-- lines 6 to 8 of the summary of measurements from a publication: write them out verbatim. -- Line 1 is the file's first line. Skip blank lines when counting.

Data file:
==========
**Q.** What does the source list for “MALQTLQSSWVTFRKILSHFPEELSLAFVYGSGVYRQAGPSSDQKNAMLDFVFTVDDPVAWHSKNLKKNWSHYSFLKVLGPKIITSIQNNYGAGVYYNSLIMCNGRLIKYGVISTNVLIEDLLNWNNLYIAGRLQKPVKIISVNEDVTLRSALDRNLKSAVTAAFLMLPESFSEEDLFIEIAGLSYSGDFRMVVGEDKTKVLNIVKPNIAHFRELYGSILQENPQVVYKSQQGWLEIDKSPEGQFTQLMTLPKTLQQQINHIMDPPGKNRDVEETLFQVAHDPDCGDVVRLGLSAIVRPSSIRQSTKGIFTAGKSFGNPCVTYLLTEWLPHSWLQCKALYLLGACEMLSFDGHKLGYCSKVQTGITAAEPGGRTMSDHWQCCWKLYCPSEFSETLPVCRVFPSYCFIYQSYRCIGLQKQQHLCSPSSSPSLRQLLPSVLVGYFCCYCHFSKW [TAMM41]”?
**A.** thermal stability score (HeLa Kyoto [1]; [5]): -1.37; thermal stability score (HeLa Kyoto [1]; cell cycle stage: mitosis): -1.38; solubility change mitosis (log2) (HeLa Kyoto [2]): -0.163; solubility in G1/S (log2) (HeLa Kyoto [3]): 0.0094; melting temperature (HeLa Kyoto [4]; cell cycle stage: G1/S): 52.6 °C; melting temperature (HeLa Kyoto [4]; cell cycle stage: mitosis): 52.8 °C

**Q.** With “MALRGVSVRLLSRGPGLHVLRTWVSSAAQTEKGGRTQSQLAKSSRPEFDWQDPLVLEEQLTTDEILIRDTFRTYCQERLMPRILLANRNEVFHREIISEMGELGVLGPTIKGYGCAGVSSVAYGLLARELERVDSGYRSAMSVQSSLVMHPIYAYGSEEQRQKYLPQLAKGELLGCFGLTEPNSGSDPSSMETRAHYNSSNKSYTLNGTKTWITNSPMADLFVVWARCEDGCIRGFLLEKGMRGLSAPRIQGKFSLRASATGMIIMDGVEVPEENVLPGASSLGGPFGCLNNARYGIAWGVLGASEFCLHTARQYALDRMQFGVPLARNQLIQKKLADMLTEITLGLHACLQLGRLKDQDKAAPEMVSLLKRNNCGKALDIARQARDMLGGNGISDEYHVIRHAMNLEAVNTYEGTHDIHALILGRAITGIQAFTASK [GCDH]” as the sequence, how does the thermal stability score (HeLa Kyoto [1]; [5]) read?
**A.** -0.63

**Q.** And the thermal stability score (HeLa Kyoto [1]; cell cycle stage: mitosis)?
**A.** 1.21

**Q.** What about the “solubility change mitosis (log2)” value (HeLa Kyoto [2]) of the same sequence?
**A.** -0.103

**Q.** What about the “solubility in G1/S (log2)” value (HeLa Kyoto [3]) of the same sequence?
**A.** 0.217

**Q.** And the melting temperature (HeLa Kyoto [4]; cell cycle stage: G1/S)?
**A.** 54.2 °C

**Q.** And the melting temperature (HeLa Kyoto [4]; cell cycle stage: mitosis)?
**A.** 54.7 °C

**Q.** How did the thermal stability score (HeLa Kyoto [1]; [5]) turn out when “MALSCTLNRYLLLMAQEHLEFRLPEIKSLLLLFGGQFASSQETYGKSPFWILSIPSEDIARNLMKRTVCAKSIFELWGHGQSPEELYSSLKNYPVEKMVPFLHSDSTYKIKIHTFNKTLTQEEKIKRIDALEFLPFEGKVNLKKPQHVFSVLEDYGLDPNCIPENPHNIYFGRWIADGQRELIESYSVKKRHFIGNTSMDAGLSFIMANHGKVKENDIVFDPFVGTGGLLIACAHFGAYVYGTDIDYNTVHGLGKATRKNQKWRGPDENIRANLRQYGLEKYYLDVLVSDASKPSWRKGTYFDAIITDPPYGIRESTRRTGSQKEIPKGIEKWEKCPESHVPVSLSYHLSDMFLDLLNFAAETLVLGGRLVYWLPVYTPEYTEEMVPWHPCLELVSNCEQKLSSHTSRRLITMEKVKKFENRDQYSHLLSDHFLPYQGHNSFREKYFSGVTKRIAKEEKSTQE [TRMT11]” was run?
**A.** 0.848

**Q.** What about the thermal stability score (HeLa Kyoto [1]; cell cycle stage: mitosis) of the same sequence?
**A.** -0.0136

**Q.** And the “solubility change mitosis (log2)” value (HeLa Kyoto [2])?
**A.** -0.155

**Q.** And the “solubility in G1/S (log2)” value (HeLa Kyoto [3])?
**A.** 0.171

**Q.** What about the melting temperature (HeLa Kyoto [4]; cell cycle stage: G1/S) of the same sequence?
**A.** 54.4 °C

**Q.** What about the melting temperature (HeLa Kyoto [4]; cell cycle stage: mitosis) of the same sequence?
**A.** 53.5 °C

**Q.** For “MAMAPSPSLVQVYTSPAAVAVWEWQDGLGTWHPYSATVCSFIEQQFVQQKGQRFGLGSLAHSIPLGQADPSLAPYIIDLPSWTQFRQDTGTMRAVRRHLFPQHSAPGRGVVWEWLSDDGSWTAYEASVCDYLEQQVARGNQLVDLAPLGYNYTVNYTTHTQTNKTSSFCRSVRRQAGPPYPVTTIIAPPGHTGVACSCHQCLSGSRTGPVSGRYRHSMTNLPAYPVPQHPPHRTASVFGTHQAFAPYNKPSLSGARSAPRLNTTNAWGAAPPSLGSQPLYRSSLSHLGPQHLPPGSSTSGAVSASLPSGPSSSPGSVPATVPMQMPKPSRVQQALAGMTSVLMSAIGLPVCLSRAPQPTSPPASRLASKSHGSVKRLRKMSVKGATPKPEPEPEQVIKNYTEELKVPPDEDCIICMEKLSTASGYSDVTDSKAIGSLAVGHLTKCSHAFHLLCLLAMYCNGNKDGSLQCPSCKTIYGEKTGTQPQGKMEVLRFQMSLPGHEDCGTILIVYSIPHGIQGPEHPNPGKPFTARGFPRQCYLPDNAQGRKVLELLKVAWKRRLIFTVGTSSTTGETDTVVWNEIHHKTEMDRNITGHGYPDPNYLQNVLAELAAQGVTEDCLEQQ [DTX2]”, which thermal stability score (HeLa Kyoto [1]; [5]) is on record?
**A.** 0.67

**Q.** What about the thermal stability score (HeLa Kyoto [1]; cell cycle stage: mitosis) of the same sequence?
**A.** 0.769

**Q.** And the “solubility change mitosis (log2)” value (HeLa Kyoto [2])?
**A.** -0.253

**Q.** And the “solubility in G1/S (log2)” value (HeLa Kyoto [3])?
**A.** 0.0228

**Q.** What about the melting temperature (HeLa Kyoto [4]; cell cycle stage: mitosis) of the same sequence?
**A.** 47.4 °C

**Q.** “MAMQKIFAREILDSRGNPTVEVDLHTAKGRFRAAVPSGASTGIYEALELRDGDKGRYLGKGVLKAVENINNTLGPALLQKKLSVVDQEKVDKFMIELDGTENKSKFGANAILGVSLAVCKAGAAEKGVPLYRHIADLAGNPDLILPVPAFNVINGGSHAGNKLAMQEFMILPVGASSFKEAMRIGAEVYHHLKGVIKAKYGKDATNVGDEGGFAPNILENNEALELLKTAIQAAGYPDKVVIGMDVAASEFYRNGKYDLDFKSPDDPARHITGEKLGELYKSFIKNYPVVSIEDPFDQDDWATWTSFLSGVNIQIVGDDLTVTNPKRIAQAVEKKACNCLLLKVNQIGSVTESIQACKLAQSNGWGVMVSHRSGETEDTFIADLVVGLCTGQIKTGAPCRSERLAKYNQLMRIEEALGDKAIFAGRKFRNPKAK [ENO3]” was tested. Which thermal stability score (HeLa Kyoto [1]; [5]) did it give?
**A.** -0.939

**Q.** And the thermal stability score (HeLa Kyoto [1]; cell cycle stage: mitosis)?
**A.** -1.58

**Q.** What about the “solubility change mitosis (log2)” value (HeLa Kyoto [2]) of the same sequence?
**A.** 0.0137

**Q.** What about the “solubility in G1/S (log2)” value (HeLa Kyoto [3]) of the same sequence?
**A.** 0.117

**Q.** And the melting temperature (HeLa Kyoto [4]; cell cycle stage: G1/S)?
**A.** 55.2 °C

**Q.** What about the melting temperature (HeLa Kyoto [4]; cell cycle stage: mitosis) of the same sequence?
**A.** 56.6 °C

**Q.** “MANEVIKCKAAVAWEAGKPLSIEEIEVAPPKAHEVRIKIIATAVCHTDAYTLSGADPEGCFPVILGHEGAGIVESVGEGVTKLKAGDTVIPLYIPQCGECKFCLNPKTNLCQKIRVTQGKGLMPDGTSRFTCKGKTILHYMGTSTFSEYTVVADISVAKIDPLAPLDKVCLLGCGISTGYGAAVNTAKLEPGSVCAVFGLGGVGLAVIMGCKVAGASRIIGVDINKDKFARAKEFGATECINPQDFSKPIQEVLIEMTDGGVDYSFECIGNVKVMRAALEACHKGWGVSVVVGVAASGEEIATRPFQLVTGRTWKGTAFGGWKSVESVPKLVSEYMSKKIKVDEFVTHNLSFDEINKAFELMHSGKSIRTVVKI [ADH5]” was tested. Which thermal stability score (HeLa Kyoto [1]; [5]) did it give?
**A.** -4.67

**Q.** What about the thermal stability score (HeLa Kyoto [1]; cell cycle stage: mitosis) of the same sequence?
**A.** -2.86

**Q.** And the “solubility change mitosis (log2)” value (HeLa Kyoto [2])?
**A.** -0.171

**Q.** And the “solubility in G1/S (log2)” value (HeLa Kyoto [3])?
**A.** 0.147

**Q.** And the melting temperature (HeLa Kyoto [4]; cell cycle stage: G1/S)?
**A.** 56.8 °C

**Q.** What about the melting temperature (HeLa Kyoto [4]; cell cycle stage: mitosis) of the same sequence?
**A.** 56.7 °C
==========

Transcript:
**A.** 1.21

**Q.** What about the “solubility change mitosis (log2)” value (HeLa Kyoto [2]) of the same sequence?
**A.** -0.103